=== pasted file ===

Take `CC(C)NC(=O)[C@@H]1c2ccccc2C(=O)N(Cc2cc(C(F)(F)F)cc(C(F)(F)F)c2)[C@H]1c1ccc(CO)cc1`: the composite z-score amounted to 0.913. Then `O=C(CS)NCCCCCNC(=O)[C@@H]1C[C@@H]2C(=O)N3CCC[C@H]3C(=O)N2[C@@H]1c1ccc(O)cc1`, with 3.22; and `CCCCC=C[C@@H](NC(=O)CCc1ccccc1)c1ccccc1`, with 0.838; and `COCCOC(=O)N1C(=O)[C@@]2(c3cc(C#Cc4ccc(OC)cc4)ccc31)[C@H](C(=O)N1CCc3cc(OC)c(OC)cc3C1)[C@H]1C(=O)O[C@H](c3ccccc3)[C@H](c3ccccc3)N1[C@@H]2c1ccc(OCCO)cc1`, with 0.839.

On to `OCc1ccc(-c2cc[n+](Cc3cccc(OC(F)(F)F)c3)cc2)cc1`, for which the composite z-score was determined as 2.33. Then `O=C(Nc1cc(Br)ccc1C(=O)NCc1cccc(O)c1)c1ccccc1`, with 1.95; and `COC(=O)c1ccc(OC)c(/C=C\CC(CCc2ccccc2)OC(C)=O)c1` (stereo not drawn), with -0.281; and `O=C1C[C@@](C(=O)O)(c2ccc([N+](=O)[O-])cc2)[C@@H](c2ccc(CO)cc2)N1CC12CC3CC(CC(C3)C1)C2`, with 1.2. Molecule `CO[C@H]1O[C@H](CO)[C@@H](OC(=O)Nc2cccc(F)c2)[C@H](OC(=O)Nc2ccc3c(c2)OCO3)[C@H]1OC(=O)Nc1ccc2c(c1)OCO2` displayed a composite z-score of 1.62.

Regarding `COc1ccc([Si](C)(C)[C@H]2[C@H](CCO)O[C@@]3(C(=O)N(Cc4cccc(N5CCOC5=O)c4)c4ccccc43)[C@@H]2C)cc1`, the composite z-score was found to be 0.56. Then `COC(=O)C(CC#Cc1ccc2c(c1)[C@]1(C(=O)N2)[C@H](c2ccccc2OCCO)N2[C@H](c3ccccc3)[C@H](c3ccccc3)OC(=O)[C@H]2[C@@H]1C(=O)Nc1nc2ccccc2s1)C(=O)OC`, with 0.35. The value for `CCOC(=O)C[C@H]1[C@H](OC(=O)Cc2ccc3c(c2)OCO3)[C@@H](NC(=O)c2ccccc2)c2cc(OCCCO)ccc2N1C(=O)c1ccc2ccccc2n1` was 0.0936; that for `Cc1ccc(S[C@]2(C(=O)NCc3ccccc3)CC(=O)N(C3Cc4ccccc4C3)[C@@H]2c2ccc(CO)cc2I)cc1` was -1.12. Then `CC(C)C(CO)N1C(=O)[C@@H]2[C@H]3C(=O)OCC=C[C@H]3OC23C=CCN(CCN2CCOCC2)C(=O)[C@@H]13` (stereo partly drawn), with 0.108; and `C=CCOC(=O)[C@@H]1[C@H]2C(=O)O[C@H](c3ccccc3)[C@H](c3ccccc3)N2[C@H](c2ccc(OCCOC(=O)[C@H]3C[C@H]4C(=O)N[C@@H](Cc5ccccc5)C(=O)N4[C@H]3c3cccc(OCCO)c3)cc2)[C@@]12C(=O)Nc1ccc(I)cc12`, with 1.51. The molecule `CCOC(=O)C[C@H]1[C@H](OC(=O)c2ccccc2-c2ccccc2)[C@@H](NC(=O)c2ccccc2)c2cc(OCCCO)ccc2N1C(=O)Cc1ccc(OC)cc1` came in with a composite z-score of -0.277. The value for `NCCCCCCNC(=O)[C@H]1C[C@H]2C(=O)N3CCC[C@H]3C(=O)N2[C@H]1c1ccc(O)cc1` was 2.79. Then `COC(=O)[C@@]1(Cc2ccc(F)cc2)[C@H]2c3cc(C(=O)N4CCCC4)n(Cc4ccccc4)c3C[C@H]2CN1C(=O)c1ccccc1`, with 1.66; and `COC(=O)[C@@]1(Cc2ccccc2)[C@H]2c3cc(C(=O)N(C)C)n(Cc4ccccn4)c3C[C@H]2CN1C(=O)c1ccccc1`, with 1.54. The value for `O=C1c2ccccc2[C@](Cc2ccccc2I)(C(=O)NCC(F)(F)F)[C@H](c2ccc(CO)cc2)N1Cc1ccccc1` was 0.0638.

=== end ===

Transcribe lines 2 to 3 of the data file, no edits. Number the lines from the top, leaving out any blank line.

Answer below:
On to `OCc1ccc(-c2cc[n+](Cc3cccc(OC(F)(F)F)c3)cc2)cc1`, for which the composite z-score was determined as 2.33. Then `O=C(Nc1cc(Br)ccc1C(=O)NCc1cccc(O)c1)c1ccccc1`, with 1.95; and `COC(=O)c1ccc(OC)c(/C=C\CC(CCc2ccccc2)OC(C)=O)c1` (stereo not drawn), with -0.281; and `O=C1C[C@@](C(=O)O)(c2ccc([N+](=O)[O-])cc2)[C@@H](c2ccc(CO)cc2)N1CC12CC3CC(CC(C3)C1)C2`, with 1.2. Molecule `CO[C@H]1O[C@H](CO)[C@@H](OC(=O)Nc2cccc(F)c2)[C@H](OC(=O)Nc2ccc3c(c2)OCO3)[C@H]1OC(=O)Nc1ccc2c(c1)OCO2` displayed a composite z-score of 1.62.

Regarding `COc1ccc([Si](C)(C)[C@H]2[C@H](CCO)O[C@@]3(C(=O)N(Cc4cccc(N5CCOC5=O)c4)c4ccccc43)[C@@H]2C)cc1`, the composite z-score was found to be 0.56. Then `COC(=O)C(CC#Cc1ccc2c(c1)[C@]1(C(=O)N2)[C@H](c2ccccc2OCCO)N2[C@H](c3ccccc3)[C@H](c3ccccc3)OC(=O)[C@H]2[C@@H]1C(=O)Nc1nc2ccccc2s1)C(=O)OC`, with 0.35. The value for `CCOC(=O)C[C@H]1[C@H](OC(=O)Cc2ccc3c(c2)OCO3)[C@@H](NC(=O)c2ccccc2)c2cc(OCCCO)ccc2N1C(=O)c1ccc2ccccc2n1` was 0.0936; that for `Cc1ccc(S[C@]2(C(=O)NCc3ccccc3)CC(=O)N(C3Cc4ccccc4C3)[C@@H]2c2ccc(CO)cc2I)cc1` was -1.12. Then `CC(C)C(CO)N1C(=O)[C@@H]2[C@H]3C(=O)OCC=C[C@H]3OC23C=CCN(CCN2CCOCC2)C(=O)[C@@H]13` (stereo partly drawn), with 0.108; and `C=CCOC(=O)[C@@H]1[C@H]2C(=O)O[C@H](c3ccccc3)[C@H](c3ccccc3)N2[C@H](c2ccc(OCCOC(=O)[C@H]3C[C@H]4C(=O)N[C@@H](Cc5ccccc5)C(=O)N4[C@H]3c3cccc(OCCO)c3)cc2)[C@@]12C(=O)Nc1ccc(I)cc12`, with 1.51. The molecule `CCOC(=O)C[C@H]1[C@H](OC(=O)c2ccccc2-c2ccccc2)[C@@H](NC(=O)c2ccccc2)c2cc(OCCCO)ccc2N1C(=O)Cc1ccc(OC)cc1` came in with a composite z-score of -0.277. The value for `NCCCCCCNC(=O)[C@H]1C[C@H]2C(=O)N3CCC[C@H]3C(=O)N2[C@H]1c1ccc(O)cc1` was 2.79. Then `COC(=O)[C@@]1(Cc2ccc(F)cc2)[C@H]2c3cc(C(=O)N4CCCC4)n(Cc4ccccc4)c3C[C@H]2CN1C(=O)c1ccccc1`, with 1.66; and `COC(=O)[C@@]1(Cc2ccccc2)[C@H]2c3cc(C(=O)N(C)C)n(Cc4ccccn4)c3C[C@H]2CN1C(=O)c1ccccc1`, with 1.54. The value for `O=C1c2ccccc2[C@](Cc2ccccc2I)(C(=O)NCC(F)(F)F)[C@H](c2ccc(CO)cc2)N1Cc1ccccc1` was 0.0638.